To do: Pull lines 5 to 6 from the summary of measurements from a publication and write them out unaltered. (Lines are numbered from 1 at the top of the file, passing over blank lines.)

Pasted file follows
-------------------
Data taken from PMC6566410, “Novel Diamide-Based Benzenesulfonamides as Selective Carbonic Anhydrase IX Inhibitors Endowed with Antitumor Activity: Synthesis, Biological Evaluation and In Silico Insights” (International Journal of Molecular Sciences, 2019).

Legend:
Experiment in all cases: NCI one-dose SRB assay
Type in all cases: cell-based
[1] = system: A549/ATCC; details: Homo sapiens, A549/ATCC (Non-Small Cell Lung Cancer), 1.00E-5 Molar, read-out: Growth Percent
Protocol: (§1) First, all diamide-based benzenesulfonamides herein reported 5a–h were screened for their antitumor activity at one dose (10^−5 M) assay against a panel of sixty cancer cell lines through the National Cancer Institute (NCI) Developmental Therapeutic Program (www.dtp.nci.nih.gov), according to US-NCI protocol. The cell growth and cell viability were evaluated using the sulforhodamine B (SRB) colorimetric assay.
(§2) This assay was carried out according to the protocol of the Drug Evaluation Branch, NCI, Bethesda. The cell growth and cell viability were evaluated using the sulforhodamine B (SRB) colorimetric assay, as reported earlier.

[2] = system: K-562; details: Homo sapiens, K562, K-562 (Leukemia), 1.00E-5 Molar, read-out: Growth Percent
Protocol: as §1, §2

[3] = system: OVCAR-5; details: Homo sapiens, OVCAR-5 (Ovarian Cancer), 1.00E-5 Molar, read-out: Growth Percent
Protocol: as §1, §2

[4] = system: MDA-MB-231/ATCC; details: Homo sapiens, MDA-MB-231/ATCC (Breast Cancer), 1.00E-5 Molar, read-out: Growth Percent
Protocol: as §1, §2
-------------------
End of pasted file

[1] = system: A549/ATCC; details: Homo sapiens, A549/ATCC (Non-Small Cell Lung Cancer), 1.00E-5 Molar, read-out: Growth Percent
Protocol: (§1) First, all diamide-based benzenesulfonamides herein reported 5a–h were screened for their antitumor activity at one dose (10^−5 M) assay against a panel of sixty cancer cell lines through the National Cancer Institute (NCI) Developmental Therapeutic Program (www.dtp.nci.nih.gov), according to US-NCI protocol. The cell growth and cell viability were evaluated using the sulforhodamine B (SRB) colorimetric assay.